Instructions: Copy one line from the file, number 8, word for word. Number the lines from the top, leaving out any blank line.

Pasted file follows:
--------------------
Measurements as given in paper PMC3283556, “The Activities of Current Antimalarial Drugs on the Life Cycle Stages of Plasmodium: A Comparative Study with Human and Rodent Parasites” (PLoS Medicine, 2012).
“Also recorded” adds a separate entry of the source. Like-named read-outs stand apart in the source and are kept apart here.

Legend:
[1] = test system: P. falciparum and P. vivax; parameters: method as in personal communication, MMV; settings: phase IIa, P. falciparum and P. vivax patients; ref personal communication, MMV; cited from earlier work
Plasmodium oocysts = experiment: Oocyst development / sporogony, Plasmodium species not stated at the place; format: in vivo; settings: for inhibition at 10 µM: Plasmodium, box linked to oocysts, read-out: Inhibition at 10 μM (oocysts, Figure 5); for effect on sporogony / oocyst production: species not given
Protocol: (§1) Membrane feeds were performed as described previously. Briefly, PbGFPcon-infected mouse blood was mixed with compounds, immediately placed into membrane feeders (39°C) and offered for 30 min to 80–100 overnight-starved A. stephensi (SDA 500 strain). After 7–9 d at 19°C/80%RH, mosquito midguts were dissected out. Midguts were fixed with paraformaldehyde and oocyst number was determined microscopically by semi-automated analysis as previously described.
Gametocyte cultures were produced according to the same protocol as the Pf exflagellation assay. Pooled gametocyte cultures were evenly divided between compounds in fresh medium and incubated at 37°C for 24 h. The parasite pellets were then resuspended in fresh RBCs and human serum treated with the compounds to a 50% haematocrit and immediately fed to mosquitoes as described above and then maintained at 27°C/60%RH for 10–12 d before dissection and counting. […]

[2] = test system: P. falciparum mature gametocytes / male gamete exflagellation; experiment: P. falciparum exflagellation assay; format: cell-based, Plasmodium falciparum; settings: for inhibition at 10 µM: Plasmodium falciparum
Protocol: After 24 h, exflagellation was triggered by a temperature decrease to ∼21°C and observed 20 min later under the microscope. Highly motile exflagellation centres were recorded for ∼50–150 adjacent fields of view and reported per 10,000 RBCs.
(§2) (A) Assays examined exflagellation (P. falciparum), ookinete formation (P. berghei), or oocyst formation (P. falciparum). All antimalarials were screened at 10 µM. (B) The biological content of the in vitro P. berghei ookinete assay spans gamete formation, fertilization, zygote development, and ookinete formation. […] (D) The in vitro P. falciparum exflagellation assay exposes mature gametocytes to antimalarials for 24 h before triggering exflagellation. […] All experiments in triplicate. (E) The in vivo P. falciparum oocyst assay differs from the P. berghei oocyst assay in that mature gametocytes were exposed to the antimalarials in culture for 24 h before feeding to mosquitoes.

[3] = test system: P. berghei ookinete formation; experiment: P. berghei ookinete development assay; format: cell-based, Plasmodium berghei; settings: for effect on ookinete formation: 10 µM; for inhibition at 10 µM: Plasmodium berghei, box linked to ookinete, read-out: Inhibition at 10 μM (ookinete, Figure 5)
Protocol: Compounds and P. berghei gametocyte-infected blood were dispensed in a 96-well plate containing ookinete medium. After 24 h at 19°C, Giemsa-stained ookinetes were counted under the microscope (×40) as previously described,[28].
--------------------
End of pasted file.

[2] = test system: P. falciparum mature gametocytes / male gamete exflagellation; experiment: P. falciparum exflagellation assay; format: cell-based, Plasmodium falciparum; settings: for inhibition at 10 µM: Plasmodium falciparum